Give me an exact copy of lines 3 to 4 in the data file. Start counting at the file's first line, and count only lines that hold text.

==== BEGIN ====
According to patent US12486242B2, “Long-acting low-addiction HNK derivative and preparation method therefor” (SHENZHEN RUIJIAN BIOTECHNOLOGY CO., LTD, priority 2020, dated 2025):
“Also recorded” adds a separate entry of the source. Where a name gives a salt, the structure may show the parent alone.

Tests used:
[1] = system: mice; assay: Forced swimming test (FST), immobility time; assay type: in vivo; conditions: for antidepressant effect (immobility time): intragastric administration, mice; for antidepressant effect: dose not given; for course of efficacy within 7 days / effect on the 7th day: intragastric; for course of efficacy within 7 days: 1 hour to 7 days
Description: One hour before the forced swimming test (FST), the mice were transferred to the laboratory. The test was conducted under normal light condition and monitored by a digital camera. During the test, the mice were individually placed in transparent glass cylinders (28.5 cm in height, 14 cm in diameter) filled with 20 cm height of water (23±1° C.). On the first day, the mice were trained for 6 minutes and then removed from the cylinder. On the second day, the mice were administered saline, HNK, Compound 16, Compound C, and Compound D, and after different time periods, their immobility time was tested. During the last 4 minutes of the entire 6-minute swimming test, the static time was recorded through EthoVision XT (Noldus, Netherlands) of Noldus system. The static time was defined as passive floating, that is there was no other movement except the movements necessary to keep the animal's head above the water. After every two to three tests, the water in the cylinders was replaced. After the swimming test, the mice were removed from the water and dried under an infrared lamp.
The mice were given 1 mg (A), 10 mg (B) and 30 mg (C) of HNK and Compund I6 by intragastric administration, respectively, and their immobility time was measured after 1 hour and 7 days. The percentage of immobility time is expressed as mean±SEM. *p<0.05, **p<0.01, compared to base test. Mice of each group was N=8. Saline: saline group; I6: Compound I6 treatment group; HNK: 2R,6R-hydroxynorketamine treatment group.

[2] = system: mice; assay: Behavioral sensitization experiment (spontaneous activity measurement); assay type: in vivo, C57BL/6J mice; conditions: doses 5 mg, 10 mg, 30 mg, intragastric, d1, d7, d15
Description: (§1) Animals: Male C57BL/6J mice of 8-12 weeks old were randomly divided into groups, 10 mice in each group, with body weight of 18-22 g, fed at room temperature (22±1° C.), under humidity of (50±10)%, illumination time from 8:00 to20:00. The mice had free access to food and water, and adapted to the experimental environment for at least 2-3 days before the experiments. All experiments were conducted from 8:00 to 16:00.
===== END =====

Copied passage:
Tests used:
[1] = system: mice; assay: Forced swimming test (FST), immobility time; assay type: in vivo; conditions: for antidepressant effect (immobility time): intragastric administration, mice; for antidepressant effect: dose not given; for course of efficacy within 7 days / effect on the 7th day: intragastric; for course of efficacy within 7 days: 1 hour to 7 days